Closures in Javascript

When I was interviewing for my last job, one of the companies I interviewed with asked me to describe what closures were in javascript. I wasn’t really happy with the answer that I gave at the time. I am aware that there are countless places that describe closures across the internet. Mozilla has very good write-up on their site. However, since one of the best ways to learn something is to explain or teach it, I wanted to write up a simple description myself.

You can find all of the code used in this post on github.

TL/DR: A closure is a function that has one or more variables bound to it.

In the following simple example greetingFactory returns a function that can say hello to the name passed into it. Notice that the sayHi function accesses the greeting variable from outside of its scope. This is possible due to lexical scoping in javascript.

var greetingFactory = function() {
  var greeting = 'Hello there'  
  var sayHi = function(name) {
    return greeting + ' ' + name;
  return sayHi;

When greetingFactory returns, the greeting variable has gone out of scope. However, its value is bound to the sayHi function. The sayHi function remembers the environment in which it was created. The return value is then assigned to the hiGreeter function below. hiGreeter is now a closure. hiGreeter now references the sayHi function with the value of the greeting variable enclosed in it.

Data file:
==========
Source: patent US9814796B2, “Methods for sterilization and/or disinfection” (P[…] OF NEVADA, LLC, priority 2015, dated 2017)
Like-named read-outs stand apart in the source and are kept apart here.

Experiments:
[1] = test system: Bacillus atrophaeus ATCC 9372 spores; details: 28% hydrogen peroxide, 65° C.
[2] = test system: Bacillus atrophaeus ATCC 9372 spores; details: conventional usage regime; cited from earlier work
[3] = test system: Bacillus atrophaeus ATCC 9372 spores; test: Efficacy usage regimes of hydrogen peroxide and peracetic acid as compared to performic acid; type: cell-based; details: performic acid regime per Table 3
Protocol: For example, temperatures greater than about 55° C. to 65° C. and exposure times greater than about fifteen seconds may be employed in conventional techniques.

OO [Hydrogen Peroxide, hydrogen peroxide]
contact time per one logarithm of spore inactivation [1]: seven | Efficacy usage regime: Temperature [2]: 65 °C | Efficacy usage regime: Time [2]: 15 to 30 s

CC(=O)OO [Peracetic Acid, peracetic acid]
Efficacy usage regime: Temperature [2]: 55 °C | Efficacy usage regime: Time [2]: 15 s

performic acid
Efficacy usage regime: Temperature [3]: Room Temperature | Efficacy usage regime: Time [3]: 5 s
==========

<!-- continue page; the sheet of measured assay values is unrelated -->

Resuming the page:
var hiGreeter = greetingFactory();
var out = hiGreeter('John')
// This prints: Hello there John

To make this example (ever so slightly) more interesting, I can pull the greeting value out as a parameter to greetingFactory. I can now make multiple different functions using the factory that use different greeting values.

greetingFactory = function(greeting) { 
  var sayHi = function(name) {
    return greeting + ' ' + name;
  return sayHi;

var saluteGreeter = greetingFactory('Salutations');
var ahoyGreeter = greetingFactory('Ahoy hoy');

var salute = saluteGreeter('Alley');
// This prints : Salutations Alley

var ahoy = ahoyGreeter('Matthew');
// This prints: Ahoy hoy Matthew

Feel free to yell at me if I got something wrong using the email below. Thanks for reading (I say to absolutely no-one).